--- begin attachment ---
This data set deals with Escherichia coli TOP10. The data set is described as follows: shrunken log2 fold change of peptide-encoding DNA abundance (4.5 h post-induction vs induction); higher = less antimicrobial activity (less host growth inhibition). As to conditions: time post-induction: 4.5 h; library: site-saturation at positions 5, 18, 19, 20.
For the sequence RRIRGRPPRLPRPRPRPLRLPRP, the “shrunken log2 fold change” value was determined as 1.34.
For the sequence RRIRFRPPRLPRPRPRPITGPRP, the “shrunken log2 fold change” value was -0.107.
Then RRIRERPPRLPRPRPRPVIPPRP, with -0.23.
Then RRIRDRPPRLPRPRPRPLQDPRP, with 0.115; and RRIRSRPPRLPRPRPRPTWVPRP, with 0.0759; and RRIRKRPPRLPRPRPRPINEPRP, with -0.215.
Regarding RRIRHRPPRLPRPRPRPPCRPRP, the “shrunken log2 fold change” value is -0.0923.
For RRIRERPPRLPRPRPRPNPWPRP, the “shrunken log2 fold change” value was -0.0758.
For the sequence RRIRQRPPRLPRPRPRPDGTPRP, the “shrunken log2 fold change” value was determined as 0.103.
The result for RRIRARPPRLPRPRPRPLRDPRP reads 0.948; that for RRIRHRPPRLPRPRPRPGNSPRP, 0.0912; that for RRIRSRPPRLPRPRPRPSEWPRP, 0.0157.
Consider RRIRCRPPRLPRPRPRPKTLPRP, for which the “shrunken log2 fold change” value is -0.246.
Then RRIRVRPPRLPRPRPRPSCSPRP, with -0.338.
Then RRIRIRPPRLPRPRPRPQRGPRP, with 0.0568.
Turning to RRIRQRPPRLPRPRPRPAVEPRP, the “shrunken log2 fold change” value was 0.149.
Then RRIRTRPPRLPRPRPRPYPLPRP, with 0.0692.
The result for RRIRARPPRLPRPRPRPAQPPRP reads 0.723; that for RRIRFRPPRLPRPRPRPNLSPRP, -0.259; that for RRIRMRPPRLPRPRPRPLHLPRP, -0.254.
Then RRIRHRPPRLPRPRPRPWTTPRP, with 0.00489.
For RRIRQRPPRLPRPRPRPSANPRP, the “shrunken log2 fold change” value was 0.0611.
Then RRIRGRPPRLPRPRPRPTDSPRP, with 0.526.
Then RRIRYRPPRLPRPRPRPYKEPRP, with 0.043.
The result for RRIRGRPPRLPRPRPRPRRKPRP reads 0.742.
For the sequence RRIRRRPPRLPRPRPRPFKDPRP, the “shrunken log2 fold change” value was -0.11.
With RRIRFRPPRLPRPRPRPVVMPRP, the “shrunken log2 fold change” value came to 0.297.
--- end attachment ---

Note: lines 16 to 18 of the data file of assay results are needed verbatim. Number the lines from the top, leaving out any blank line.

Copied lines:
Then RRIRHRPPRLPRPRPRPWTTPRP, with 0.00489.
For RRIRQRPPRLPRPRPRPSANPRP, the “shrunken log2 fold change” value was 0.0611.
Then RRIRGRPPRLPRPRPRPTDSPRP, with 0.526.